Bless You! Sneezing and Wheezing in the Commonwealth

Anyone in Richmond yesterday may have noticed (and felt) that the sweltering temperature of 92 degrees in May was a record high. Steadily rising temperatures associated with climate change will likely exacerbate Richmond's status as the asthma capital of the United States (Richmond was number one in the Asthma and Allergy Foundation of America's Asthma Capitals report in 2014, number 2 in 2015, and number 1 in 2011 and 2010).

Conditions that aggravate asthma, including higher pollen levels, are likely to worsen as our planet warms due to climate change, as detailed in a new NRDC report released today: Sneezing and Wheezing: How Climate Change Could Increase Ragweed Allergies, Air Pollution, and Asthma.

While that's bad news for a city already struggling with the nation's highest asthma rates, there is good news. We can stem these temperature and asthma rate increases and improve the health and well-being of Virginians by decreasing climate-changing pollution and the ozone that comes along with it. Doing so could save 120 lives a year or more, thanks to improved air quality, according to a recent study in the journal Nature Climate Change.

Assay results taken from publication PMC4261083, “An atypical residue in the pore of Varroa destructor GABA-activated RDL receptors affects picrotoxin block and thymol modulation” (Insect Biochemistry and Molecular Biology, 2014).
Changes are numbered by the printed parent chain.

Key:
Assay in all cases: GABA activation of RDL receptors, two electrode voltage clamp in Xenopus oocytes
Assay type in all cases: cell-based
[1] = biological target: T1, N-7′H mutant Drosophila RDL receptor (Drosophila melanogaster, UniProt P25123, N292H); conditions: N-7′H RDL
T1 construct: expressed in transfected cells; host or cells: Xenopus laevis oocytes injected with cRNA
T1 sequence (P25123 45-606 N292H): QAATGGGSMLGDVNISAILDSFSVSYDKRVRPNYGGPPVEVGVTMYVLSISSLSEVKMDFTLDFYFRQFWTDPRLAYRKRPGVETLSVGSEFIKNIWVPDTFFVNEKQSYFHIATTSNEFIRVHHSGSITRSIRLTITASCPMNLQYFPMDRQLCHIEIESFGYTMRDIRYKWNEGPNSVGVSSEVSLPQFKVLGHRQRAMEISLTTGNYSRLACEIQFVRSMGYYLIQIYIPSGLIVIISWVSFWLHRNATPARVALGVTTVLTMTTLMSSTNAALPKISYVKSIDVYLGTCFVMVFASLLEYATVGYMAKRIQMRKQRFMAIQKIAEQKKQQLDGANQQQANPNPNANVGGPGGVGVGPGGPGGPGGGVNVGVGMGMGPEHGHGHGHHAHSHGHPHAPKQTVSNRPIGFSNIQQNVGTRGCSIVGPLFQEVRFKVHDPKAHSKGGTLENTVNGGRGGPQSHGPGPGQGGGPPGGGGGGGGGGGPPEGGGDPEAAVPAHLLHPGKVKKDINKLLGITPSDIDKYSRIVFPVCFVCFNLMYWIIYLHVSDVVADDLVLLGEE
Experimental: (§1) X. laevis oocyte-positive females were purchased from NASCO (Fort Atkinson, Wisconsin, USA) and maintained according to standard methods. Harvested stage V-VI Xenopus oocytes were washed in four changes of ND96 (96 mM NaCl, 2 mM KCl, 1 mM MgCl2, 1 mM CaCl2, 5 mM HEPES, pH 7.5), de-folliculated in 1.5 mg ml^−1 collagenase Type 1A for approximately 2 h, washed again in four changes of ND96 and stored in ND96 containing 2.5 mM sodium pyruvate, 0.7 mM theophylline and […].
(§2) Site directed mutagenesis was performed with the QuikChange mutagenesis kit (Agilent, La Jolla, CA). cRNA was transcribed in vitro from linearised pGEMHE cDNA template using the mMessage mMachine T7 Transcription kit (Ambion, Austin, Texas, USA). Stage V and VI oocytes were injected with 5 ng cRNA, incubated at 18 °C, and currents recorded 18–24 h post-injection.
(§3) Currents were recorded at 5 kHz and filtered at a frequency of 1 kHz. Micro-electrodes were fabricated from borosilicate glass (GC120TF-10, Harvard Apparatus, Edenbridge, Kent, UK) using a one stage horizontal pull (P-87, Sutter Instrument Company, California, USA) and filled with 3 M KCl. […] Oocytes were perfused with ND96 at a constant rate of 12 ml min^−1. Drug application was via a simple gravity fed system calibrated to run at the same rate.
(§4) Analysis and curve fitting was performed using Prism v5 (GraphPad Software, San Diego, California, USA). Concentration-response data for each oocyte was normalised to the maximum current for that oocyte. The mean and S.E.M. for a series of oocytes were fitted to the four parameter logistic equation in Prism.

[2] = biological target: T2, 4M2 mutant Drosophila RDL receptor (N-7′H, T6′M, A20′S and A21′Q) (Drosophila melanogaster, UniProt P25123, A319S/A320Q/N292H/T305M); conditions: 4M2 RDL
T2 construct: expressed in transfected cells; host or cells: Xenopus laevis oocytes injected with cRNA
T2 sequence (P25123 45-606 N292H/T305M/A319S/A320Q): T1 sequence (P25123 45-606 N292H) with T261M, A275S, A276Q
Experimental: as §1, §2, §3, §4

While we usually associate climate change with large-scale catastrophic events--think supercharged hurricanes, forest destroying derechos, California-crushing droughts--climate change also influences something as commonplace - and as debilitating to everyday quality of life -- as allergies and asthma.

But scientists have documented how rising temperatures have already increased the amounts of pollen in our air and lengthened the pollen season, too. And pollen allergies aren't just an unpleasant ding to our everyday quality of life: Americans miss more than an estimated 3.8 million work and school days due to seasonal allergies.

Likewise, increased temperatures create higher levels of ozone, which triggers (and even causes) asthma, emphysema, and chronic bronchitis. Together, these diseases cause more than 12,500 premature deaths a year, and these numbers will likely increase as our climate warms in the way we saw yesterday on an already-sweltering day in May.

Luckily, there's much we can do to stem these increases and improve our health and the economy as a result. As a start, the EPA's Clean Power Plan to cut carbon pollution from existing power plants will begin the gargantuan task of balancing global and Virginia temperatures while also decreasing ozone levels, all while being a boon to Virginia's nascent 21st centruy clean energy economy.

Knowing that ragweed allergies and asthma increase as the climate warms is the first step to doing something to stem these problems. Our new report shows that protecting the climate protects the health and well-being of Virginians as well.

Related Blogs